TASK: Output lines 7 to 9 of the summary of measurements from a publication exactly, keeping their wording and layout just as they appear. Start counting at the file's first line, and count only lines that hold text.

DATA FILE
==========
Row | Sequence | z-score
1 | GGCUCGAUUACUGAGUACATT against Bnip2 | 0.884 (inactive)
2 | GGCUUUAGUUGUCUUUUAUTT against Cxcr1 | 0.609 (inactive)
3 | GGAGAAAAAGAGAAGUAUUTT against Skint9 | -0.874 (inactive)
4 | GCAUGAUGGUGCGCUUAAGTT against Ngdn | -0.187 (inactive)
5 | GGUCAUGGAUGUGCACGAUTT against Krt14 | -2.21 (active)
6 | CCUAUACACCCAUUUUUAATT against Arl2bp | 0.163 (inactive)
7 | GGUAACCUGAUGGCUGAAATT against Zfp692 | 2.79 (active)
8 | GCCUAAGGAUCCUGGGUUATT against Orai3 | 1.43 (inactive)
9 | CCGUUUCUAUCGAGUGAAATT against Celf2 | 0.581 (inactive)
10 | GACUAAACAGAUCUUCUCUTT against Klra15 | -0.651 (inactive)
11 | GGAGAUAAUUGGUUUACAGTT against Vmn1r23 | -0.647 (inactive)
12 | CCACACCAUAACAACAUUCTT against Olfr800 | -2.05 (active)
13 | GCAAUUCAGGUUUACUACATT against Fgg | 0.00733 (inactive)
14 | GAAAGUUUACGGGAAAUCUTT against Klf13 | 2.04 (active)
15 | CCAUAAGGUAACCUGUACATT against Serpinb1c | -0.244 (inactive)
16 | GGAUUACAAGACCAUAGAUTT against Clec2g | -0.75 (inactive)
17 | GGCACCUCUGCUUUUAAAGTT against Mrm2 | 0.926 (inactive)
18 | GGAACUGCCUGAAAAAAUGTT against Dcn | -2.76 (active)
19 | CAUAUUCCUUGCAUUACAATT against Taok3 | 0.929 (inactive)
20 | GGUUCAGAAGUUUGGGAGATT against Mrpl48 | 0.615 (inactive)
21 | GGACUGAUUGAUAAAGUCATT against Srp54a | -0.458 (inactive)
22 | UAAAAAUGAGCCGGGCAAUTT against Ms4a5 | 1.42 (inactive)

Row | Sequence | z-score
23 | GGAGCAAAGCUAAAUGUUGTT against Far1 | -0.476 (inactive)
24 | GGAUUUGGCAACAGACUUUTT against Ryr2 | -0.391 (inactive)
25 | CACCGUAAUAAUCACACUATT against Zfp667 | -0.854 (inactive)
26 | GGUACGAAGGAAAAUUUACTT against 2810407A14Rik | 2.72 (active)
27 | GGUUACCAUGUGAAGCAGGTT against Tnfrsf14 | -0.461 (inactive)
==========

6 | CCUAUACACCCAUUUUUAATT against Arl2bp | 0.163 (inactive)
7 | GGUAACCUGAUGGCUGAAATT against Zfp692 | 2.79 (active)
8 | GCCUAAGGAUCCUGGGUUATT against Orai3 | 1.43 (inactive)